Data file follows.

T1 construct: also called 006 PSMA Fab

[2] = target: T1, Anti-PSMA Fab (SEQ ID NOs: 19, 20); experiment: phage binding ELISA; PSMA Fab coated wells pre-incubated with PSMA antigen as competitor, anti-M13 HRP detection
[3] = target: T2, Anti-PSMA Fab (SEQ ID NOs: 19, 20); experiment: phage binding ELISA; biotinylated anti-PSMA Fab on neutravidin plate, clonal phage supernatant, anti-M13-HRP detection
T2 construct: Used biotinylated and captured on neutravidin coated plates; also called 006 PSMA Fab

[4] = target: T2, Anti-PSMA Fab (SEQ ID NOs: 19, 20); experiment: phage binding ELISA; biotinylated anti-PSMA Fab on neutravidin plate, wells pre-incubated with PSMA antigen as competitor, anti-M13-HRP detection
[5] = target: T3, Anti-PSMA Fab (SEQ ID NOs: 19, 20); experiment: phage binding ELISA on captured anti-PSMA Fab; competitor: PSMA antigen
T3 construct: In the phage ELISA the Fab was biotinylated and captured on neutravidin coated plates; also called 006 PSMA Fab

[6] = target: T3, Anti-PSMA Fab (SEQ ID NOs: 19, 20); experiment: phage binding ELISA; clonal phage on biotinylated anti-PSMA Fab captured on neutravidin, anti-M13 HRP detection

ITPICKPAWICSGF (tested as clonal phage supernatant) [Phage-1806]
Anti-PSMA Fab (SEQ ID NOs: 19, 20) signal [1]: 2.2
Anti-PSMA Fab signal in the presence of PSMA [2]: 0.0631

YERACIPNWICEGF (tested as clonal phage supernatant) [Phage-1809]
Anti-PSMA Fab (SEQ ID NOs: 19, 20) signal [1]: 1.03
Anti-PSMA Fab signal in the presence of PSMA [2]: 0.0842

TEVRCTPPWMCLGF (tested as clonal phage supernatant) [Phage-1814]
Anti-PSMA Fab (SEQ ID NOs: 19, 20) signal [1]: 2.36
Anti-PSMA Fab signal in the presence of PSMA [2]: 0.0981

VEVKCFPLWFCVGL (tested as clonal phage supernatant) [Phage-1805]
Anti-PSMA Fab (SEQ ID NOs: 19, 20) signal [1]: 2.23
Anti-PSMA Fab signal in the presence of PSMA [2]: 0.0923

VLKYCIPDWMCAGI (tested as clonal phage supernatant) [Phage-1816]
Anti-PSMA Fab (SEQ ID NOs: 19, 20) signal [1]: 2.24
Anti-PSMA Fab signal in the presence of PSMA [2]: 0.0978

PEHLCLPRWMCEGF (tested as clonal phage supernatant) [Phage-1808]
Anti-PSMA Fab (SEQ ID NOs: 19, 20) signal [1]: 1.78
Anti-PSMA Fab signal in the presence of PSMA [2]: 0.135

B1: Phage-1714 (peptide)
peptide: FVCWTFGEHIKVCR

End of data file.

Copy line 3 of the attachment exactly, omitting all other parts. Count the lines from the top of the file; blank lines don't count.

[3] = target: T2, Anti-PSMA Fab (SEQ ID NOs: 19, 20); experiment: phage binding ELISA; biotinylated anti-PSMA Fab on neutravidin plate, clonal phage supernatant, anti-M13-HRP detection